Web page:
U.S. Figure Skating Championships women’s preview

Gracie Gold, Ashley Wagner, Polina Edmunds, Mirai Nagasu
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The most anticipated competition at this week’s U.S. Figure Skating Championships is among the women, where a growing rivalry brews for gold and several skaters are in the picture to make the World Championships roster of three.

Icenetwork.com will stream the short program from Greensboro, N.C., on Thursday at 7:50 p.m. ET. NBC will air the free skate live on Saturday at 8 p.m.

Here’s the start order. Here’s the full competition schedule.

Here’s a look at women’s skaters to watch, with takes from NBC figure skating analysts Tara Lipinski and Johnny Weir.

Gracie Gold
Age: 19
Hometown: Hermosa Beach, Calif.
Credentials: 2014 U.S. champion, fourth at 2014 Olympics, fifth at 2014 World Championships

Gold was the clear favorite to repeat since her maiden title last year, until Dec. 4, when she announced she had a small stress fracture in her foot and pulled out of the Grand Prix Final. She’s pronounced herself ready to go, but that injury plus Ashley Wagner‘s fantastic free skate at the Grand Prix Final raised doubt.

Lipinski’s Take: “After talking to them, Ashley seemed so hungry and so vicious. … When I talked to Gracie, she was a little more reserved. I almost could feel the fear, but she’s technically so good.”

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Ashley Wagner
Age: 23
Hometown: Los Angeles
Credentials: 2012-13 U.S. champion, seventh at 2014 Olympics, seventh at 2014 World Championships

Wagner is the oldest podium threat but has the most momentum. She won bronze in December at the Grand Prix Final, the biggest international competition of the season outside of the World Championships. She fought to earn a podium place with a strong free skate, jumping from sixth place out of six skaters after the short program. Her free skate score was six points higher than Gold’s total when she won the NHK Trophy in Japan two weeks earlier. Wagner can become the oldest U.S. champion since Michelle Kwan in 2005 and the first woman to win three titles since Kwan, who won nine.

Lipinski’s Take: “Ashley’s win of the bronze at the Grand Prix Final has elevated her back again into maybe the favorite for gold, whereas I feel before Gracie was still holding onto that position. That rivalry is going to be pretty intense, especially the short program, just because so much rides on that. I’m sure the energy in the building that night will be palpable.”

Ashley Wagner, unshaken by 2014, out to reclaim U.S. title

Polina Edmunds
Age: 16
Hometown: San Jose, Calif.
Credentials: 2014 U.S. silver medalist, ninth at 2014 Olympics, eighth at 2014 World Championships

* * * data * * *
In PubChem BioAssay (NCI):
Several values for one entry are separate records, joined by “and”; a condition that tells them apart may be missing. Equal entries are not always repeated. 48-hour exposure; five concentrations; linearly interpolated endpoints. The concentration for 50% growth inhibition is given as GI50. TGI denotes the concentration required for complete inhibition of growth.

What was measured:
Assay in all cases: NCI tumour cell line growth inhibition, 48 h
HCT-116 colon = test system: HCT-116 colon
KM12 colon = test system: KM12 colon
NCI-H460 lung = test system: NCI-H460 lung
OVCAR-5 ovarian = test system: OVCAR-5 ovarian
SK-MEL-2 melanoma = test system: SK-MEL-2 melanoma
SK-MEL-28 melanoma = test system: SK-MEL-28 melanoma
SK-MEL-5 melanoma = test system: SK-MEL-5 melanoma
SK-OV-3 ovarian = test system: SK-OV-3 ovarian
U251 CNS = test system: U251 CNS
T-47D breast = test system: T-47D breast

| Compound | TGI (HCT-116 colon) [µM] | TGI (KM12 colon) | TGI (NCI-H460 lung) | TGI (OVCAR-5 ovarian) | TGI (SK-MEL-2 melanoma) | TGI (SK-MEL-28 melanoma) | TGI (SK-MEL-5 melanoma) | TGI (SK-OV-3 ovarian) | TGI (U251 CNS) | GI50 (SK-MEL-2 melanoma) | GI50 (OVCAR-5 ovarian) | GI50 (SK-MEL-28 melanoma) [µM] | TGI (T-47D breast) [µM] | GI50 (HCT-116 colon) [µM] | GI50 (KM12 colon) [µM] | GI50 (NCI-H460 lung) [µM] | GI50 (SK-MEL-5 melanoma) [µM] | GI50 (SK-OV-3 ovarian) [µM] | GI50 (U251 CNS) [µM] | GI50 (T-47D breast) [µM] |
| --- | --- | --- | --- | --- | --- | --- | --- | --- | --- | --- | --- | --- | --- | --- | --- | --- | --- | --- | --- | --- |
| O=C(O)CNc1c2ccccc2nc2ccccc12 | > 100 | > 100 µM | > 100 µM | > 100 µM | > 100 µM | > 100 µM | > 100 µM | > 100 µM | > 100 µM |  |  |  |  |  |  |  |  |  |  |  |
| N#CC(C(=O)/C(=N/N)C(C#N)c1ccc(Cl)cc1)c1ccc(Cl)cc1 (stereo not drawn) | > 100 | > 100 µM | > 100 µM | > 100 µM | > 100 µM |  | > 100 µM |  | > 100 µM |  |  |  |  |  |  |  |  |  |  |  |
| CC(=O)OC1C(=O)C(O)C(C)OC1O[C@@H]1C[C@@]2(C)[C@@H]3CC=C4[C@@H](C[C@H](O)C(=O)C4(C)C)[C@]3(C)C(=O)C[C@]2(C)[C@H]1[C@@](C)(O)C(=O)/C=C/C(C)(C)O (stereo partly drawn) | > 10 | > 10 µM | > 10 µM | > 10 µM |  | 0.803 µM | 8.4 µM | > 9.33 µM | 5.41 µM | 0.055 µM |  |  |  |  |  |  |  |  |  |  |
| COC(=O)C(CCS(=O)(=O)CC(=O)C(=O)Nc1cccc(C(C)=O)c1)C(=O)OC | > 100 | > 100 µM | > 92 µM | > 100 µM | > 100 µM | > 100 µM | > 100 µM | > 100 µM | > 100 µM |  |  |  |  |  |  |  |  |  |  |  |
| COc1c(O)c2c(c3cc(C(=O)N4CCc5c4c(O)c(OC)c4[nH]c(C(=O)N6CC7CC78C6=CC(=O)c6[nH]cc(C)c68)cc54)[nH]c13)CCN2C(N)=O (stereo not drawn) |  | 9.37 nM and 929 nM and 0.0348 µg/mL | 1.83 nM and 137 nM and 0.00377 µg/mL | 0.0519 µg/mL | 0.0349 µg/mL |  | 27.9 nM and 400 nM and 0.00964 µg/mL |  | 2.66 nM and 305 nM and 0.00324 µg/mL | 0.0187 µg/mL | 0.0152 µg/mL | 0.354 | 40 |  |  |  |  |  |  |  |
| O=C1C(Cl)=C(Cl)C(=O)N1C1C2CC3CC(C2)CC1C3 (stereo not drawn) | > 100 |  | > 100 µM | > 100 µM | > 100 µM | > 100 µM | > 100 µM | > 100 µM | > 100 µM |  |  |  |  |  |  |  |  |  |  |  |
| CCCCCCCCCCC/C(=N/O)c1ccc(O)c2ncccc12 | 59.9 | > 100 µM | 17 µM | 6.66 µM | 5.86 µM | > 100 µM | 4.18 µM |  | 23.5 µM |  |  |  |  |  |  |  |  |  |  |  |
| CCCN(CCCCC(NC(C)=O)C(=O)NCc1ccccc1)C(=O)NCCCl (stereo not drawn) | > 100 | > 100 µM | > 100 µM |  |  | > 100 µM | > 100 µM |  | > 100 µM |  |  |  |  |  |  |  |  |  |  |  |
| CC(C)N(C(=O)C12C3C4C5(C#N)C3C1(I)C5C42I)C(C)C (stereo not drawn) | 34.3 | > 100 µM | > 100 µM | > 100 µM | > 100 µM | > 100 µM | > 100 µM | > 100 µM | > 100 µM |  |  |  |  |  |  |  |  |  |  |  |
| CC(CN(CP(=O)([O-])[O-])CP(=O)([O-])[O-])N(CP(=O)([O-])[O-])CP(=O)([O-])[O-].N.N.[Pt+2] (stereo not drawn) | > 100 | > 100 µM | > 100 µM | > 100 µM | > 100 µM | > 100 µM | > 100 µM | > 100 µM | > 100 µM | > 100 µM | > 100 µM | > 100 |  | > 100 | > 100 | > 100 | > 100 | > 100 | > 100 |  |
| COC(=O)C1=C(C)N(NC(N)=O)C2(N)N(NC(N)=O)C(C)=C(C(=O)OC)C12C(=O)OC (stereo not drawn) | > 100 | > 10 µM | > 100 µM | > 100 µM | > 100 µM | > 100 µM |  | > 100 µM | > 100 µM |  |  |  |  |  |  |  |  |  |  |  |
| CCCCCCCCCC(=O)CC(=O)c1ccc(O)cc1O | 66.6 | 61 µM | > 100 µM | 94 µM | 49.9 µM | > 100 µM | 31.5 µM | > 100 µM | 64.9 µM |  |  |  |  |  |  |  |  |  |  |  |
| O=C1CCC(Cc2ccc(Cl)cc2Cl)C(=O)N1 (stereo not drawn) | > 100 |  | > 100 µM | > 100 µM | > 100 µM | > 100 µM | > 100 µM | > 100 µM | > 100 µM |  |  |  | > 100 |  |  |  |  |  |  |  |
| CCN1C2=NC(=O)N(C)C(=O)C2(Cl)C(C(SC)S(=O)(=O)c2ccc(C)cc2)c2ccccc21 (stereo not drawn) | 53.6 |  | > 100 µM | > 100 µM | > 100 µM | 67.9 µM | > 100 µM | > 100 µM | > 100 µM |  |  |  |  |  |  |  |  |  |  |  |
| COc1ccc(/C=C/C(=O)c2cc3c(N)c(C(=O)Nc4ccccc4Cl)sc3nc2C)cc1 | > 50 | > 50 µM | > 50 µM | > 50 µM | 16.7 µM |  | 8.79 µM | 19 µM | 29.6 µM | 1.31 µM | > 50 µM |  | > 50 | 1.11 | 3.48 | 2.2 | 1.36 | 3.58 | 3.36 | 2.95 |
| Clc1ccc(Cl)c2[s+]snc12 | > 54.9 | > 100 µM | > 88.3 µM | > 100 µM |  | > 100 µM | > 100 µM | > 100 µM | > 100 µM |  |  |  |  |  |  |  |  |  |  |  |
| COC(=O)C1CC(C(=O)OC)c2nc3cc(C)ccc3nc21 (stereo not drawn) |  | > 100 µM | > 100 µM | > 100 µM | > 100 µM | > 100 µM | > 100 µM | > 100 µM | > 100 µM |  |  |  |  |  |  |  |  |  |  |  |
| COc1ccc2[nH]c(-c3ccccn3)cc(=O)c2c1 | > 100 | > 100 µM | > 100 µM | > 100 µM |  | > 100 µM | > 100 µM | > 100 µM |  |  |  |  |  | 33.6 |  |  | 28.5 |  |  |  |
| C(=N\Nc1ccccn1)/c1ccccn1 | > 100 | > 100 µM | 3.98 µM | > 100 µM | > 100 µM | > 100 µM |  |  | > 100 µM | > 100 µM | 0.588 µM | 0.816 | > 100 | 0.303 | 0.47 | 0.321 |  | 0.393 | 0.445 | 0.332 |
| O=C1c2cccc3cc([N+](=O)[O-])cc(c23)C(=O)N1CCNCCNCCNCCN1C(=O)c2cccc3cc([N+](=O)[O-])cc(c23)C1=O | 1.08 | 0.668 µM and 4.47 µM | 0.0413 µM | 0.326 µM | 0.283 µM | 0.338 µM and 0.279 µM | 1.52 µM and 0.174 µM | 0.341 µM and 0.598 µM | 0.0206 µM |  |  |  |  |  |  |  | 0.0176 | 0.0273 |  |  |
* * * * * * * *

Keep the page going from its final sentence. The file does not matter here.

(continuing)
Edmunds shocked TD Garden when she finished second to earn a spot on the U.S. Olympic team last year, in her first senior U.S. Championships. She struggled to adapt to increased pressure and puberty in this follow-up season. Edmunds will finish sixth this week if all skaters repeat their best scores from the Grand Prix season. Edmunds hopes to become the youngest U.S. champion since Mirai Nagasu in 2008.

Lipinski’s Take: “I could probably relate most to what Polina is going through now. I grew an inch and a half, two inches every year. When I won Worlds [in 1997] and then the Olympics [in 1998], I definitely grew. You can feel the differences. Hopefully, speaking for Polina, even after talking to her, she has such a great base and technique for her triple [jumps]. I think that will hold her over, even if she is feeling some changes.”

Polina Edmunds deals with growing pains since Olympics

Mirai Nagasu
Age: 21
Hometown: Colorado Springs, Colo.
Credentials: 2014 U.S. bronze medalist, 2008 U.S. champion, fourth at 2010 Olympics

Nagasu was left off the three-woman Sochi Olympic team despite finishing third at the 2014 U.S. Championships. That’s because fourth-place Wagner had much stronger results in the two years leading up to the Olympics, which also go into determining the Olympic team. This season, Nagasu has not skated well enough to make one believe she can win the U.S. title. However, she knows what it takes to perform well on the big stage, winning the 2008 U.S. title at age 14, the second-youngest ever behind Tara Lipinski. She hopes to return to Worlds for the first time since 2010.

Weir’s Take: “Certainly a year of renaissance for Mirai Nagasu with a new coaching team. We did see stronger performances on the Grand Prix, but not on the same level as Ashley Wagner and Gracie Gold are giving.”

U.S. Figure Skating Championships men’s preview

Samantha Cesario
Age: 21
Hometown: Oceanside, N.Y.
Credentials: Fifth at 2014 U.S. Championships, fourth at 2014 Skate America

Cesario will finish third, and presumably make her first World Championships team, if all skaters repeat their best scores from the Grand Prix season. That would be a breakout for the New Yorker, who improved from eighth at the 2013 U.S. Championships to finish fifth last year, beating Wagner in the free skate.

Weir’s Take: “She has that razzle dazzle appeal of New York.”

Courtney Hicks
Age: 19
Hometown: Chino Hills, Calif.
Credentials: Sixth at 2014 U.S. Championships, fourth at 2013 U.S. Championships

Hicks, a former U.S. junior champion, put herself in the Olympic conversation with the third-best free skate at the 2013 U.S. Championships. But her very next nationals program, the short in Boston in 2014, was 16th best, ending her Sochi hopes. She was fourth at both of her Grand Prix events this season, proving the most consistent American behind Wagner and Gold.

Lipinski’s Take: “Huge jumps.”

Tara Lipinski, Johnny Weir’s predictions for U.S. Championships